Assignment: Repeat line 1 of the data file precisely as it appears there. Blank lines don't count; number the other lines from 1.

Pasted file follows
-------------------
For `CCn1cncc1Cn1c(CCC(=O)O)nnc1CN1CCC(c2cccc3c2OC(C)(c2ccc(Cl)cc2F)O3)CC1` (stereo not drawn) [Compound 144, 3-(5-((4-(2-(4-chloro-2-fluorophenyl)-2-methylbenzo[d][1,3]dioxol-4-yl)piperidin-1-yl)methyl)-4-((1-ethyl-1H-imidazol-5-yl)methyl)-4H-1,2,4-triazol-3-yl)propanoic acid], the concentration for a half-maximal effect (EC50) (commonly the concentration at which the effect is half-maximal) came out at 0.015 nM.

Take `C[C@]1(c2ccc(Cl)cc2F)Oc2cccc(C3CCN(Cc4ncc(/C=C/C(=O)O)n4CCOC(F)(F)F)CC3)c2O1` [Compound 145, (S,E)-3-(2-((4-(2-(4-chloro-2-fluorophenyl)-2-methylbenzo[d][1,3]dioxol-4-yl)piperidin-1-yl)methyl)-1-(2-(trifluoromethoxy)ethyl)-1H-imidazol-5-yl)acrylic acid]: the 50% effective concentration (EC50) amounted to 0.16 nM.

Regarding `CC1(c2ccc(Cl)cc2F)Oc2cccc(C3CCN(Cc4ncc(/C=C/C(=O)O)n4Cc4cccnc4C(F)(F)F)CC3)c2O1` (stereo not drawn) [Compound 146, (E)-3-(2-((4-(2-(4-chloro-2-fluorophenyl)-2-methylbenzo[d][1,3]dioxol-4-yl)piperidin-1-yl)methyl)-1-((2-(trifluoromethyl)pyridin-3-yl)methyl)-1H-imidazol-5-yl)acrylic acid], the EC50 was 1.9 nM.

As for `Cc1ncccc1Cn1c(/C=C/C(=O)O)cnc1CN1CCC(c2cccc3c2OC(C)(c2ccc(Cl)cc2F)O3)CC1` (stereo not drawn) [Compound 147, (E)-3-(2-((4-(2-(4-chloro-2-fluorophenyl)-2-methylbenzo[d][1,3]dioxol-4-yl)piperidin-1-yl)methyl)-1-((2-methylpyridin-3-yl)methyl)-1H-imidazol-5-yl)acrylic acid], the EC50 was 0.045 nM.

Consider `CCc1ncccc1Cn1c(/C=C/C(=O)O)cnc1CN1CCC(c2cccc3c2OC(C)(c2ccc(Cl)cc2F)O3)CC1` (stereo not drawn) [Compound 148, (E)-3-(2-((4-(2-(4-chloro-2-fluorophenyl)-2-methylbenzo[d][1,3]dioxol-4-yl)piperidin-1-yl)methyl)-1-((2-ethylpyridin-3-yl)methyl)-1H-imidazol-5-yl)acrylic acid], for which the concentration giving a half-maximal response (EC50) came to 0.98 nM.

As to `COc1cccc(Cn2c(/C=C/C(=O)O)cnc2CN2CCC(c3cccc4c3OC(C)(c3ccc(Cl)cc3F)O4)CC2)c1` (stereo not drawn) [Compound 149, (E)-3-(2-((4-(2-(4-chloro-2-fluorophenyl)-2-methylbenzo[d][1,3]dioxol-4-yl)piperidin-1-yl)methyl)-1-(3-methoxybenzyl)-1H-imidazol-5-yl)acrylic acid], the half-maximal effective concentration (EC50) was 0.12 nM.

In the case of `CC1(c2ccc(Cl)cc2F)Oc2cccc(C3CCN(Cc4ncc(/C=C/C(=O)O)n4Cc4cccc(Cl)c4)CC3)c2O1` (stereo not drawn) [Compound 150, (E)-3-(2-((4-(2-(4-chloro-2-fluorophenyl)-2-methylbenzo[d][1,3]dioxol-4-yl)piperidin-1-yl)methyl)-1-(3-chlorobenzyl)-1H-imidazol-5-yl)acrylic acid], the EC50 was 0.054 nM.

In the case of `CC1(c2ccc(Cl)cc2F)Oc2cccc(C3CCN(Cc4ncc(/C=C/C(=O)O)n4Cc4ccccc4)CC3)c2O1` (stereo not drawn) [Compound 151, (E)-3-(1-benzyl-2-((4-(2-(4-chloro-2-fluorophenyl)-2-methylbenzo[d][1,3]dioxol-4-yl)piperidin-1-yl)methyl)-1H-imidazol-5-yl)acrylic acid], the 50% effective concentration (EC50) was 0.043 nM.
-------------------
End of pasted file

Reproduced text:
For `CCn1cncc1Cn1c(CCC(=O)O)nnc1CN1CCC(c2cccc3c2OC(C)(c2ccc(Cl)cc2F)O3)CC1` (stereo not drawn) [Compound 144, 3-(5-((4-(2-(4-chloro-2-fluorophenyl)-2-methylbenzo[d][1,3]dioxol-4-yl)piperidin-1-yl)methyl)-4-((1-ethyl-1H-imidazol-5-yl)methyl)-4H-1,2,4-triazol-3-yl)propanoic acid], the concentration for a half-maximal effect (EC50) (commonly the concentration at which the effect is half-maximal) came out at 0.015 nM.